One of my college students who is doing her internship asked me, “I’m Muslim and I wear “hijab” (a scarf I use to cover my hair), which is one of the pillars of Islam. As I was standing by this student, she asked me, ” Mrs. M why do you wear a scarf to cover your hair?” I was surprised by the question and didn’t know how to reply. I told her to get back to her work and that we can talk about it another time. What’s your advice? How should I’ve handled the encounter?”
This time of year, with Halloween on the horizon and other holidays approaching, we have an opportunity to help children develop a deeper understanding of culture, religion, and social identity. I encouraged Mrs. M to explain why she wears a head scarf and why it is important to her. This can be developed into a lesson on how families celebrate religion and religious holidays.
I had another college student do a wonderful lesson on Diwali, India’s festival of lights that begins this weekend. She brought in many colorful items that her family uses to celebrate and allowed the children to explore them, along with an informational children’s book on the holiday.
|Little lamp “diyas’ to celebrate Diwali|
Sometimes we avoid bringing religion into the classroom – for good reasons. We want to be sensitive and not offend families. For example, many families do not celebrate Halloween and it can be difficult for children in our classrooms if we are not sensitive to this. On the other hand, religion and holidays are a big part of many of our children’s social identity and we want to affirm this. Here are some guidelines I recommend for handling religion and holidays in our teaching:
1. Focus on what we have in common. Many cultures, for example, wear head coverings: Many Muslims, Jews and Christians integrate this into their cultural and religious customs. Here’s a slide show of various types of Muslim veils. Another thing many cultures share in common is a celebration of light (which occurs in the darkening of winter) such as Diwali, Christmas, Hannukah, and Loi Krathon Festival in Thailand. Here’s a terrific video of a teacher who has developed a K-1 unit on Celebrations of Light. Many cultures also celebrate harvest festivals such as Thanksgiving, Jewish Sukkot, or Chinese Moon Festival. In teaching about holidays we should focus on cultural connections and commonalities.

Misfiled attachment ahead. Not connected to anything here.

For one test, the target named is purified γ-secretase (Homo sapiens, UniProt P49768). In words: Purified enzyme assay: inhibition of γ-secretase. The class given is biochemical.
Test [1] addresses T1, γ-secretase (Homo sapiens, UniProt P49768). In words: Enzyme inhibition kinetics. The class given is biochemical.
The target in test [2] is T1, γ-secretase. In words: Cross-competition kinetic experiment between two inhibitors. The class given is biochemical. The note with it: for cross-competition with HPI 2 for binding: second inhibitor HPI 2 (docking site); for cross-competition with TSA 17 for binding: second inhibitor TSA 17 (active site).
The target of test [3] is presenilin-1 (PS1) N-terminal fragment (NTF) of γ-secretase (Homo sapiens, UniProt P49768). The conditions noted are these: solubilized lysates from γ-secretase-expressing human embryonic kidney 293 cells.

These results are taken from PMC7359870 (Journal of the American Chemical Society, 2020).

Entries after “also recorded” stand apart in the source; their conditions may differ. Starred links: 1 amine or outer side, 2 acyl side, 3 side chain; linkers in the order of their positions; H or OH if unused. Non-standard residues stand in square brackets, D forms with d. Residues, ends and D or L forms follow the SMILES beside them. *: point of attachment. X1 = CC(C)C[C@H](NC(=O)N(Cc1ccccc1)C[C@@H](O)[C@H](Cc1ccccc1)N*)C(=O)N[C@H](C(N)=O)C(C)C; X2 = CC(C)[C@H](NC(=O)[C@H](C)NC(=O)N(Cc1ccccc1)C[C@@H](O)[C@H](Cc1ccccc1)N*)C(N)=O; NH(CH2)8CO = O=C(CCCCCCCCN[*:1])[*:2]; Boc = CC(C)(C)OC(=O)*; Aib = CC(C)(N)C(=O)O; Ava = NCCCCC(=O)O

2. Get information. Reach out to families in your center or school and invite them to come in and share. Encourage them to bring cultural items, food, songs, or pictures. Learn as much as you can about the values, beliefs and practices of other cultures. Here’s a calendar of world holidays for November. Here’s a book on World Holidays that is geared for upper elementary school, but is a great resource for ourselves to learn more about holidays:
3. Emphasize values to avoid a tourist approach. Instead of providing superficial information about cultures – such as food or dress – go deeper into the values of the people. For example, if you are learning about St. Patrick’s Day, it is more appropriate to focus on the Irish people’s love of storytelling and community rather than just wearing green and making shamrocks. Celebrate Holidays is an excellent resource book for approaching holiday celebrations in your school:
Present the religious customs and values as part of your social studies curriculum. Don’t endorse one set of values or practices over another. Don’t emphasize some holidays or cultural practices to the degree that they seem more important than others. Be sensitive to children whose families are not religious or to Jehovah’s Witnesses who do not participate in most celebrations. Offer choices and communicate with parents about their preferences for their children’s participation.
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